Since I was dissing The Economist the other day, I want to give them some props this morning. They recently came out with their Technology Quarterly section, a review of upcoming and in-works items that make this TEDtalks follower swoon. Everything from the latest robotics to a cardboard and rubber bicycle to medical apps was profiled. Seeing the innovation that is still occurring on a daily basis heartens me.
The sad thing is that most media are so focused on the latest doings of Justin Bieber, Kim Kardashian, and Lady Gaga, that they don’t have time to relate the newest strides of the human mind. Our education system is intent on instilling in us how difficult science is, and how hard math is. It’s so much easier to simply relate gossip than it is to teach creativity.
What’s astounding is that we are all born creative. It takes a great deal of effort to pound that out of us. The shame is that the current method of schooling is somehow doing a good job of that. We are taught that great thinkers are rare, different, and not to be emulated. We are told that we don’t not have what it takes to succeed in the hard sciences: those are reserved to the few who don’t otherwise have a life.
And yet, the overwhelming call is for more of the same, except with more money. Why we would wish the deadening of intellect for our children just so some people can keep their jobs today, I cannot fathom. In order to maintain the status quo, we have had to elevate teaching to a mystical status. We are not allowed to question teachers’ authority or critique their methods.
Any criticism of the current system, or calls for change, sound the death knell for our children, according to teachers. Other professionals feel the sting of dissatisfaction without the entire system crumbling. Lawyers are routinely bashed, not for not doing their jobs, but for doing their jobs too well. Only teachers are allowed to churn out uneducated louts year after year, while maintaining their hallowed position.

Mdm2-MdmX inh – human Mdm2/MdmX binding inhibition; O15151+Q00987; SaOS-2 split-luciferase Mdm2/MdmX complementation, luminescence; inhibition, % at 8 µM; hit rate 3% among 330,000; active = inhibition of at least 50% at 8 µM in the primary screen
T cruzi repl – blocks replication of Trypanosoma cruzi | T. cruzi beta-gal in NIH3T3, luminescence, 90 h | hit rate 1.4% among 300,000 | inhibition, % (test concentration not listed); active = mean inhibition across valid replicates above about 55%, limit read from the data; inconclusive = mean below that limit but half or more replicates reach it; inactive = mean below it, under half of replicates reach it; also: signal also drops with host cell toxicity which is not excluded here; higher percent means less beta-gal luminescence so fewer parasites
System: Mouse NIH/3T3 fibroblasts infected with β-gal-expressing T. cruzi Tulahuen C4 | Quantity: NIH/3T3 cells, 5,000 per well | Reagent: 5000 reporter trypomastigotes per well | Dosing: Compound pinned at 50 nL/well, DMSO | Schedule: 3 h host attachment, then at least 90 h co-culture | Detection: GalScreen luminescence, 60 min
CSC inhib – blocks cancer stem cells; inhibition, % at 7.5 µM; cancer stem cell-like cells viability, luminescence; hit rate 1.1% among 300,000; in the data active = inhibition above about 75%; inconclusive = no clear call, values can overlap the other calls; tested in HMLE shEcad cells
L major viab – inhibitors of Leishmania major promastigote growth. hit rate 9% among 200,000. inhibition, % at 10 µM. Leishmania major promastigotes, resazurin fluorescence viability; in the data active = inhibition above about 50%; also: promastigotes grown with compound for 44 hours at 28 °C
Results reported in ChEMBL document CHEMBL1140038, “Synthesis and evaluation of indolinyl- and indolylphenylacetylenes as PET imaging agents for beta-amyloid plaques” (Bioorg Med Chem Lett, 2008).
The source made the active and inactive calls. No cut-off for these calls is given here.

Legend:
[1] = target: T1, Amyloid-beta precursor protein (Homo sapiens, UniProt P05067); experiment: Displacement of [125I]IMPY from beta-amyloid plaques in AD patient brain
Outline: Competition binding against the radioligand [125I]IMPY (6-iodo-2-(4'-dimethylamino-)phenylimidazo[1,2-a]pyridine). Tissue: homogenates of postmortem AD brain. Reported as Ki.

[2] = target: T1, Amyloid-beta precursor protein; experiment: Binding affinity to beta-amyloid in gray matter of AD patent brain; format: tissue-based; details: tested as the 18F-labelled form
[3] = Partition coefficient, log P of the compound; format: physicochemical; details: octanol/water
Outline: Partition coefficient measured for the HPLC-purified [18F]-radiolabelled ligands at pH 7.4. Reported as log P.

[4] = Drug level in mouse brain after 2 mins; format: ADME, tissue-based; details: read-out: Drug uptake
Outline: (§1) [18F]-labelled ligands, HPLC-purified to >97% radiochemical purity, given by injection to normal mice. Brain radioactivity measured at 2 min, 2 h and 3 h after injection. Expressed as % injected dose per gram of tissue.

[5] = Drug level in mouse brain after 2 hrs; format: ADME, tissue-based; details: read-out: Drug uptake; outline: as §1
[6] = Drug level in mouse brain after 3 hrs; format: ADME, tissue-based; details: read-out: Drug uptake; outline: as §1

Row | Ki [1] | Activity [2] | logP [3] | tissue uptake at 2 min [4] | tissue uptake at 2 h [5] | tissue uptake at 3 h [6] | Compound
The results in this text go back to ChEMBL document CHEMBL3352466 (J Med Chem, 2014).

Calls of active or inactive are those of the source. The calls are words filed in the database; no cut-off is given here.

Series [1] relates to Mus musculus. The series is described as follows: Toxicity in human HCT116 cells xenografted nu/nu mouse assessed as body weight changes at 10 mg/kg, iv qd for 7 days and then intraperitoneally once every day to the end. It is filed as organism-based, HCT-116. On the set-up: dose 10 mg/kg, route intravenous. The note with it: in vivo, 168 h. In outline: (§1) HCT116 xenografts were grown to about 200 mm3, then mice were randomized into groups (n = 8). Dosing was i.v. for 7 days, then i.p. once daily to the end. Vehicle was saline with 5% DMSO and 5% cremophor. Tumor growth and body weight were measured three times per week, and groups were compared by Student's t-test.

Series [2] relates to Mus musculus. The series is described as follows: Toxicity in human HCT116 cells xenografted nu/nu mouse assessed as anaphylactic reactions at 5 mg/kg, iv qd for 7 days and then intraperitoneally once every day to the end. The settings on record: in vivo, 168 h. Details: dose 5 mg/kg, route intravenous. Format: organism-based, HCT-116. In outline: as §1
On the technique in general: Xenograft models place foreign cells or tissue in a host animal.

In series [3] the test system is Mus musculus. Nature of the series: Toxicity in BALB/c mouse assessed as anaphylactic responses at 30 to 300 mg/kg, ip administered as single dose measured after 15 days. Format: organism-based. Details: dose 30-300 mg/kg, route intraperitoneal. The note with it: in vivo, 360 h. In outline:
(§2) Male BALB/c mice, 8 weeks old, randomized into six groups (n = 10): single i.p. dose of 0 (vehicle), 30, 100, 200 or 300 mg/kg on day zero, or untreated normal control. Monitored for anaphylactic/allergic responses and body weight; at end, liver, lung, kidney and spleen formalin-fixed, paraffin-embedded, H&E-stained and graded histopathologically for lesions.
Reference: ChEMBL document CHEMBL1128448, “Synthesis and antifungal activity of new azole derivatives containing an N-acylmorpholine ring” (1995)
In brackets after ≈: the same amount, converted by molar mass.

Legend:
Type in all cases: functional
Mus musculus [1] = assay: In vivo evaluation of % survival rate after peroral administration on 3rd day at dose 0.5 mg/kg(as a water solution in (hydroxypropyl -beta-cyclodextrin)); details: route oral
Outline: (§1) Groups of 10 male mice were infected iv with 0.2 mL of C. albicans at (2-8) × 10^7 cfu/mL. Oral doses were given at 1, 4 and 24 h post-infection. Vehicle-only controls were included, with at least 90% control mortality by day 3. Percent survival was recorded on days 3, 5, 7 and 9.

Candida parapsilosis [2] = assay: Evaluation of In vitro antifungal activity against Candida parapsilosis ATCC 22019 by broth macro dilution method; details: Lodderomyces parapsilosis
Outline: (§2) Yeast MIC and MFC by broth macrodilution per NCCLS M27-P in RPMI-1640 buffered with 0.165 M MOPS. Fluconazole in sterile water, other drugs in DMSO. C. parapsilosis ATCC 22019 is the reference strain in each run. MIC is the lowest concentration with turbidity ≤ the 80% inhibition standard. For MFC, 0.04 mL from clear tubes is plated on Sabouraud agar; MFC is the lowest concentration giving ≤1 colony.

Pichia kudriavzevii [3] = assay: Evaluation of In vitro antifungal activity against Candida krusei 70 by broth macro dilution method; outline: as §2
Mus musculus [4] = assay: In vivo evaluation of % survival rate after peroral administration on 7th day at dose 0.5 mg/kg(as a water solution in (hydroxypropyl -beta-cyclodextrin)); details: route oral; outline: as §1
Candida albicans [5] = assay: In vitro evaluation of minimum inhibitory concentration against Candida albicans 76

When will we call a halt to this tremendous waste of resources? Not only our tax dollars, but our children? The push for students to be great occurs few and far between, while the herd mentality is touted as sufficient. Just shove the students through the halls, shuffling them from classroom to classroom until they reach the age of majority (if they can stand the tedium for that long), then pronounce them fit to join the workplace, and wash your hands of them, moving on to the next bunch.
Whether those graduated students succeed does not seem to concern the educators. The fact that many students who attend college—many because they are not qualified for any jobs, despite years of education—must immediately be placed in remedial classes does not inspire any mea culpas. There is always some other reason that the children who were supposed to be prepared for the adult world end up not so, none of which is a reflection on the educational system which did not serve them well.
Fortunately for me, I am a great believer in cycles and pendulums. The world swings way off-balance one way, then self-corrects. I don’t think that the way it is is the way it is going to be forever. We just have to wait a short while longer, as more and more people realize that they were sold a bill of goods along with their diplomas, as more options become available on the internet, as more skilled workers are needed and the increase in pay and prestige leads to innovations in teaching.
That’s not a death knell we’re hearing when the unions take to the streets. It is the alarm that is waking us to a new day. Too bad for those students who were fed the worst of the lot. They’ve got a lot of ground to make up. But the ground swell is rising, and the celebrity culture may soon be swept away in a sea of individual creativity.
Or we’ll all go the way of those poor sods in Nightfall.
Image courtesy of digitalart/freedigitalphotos.net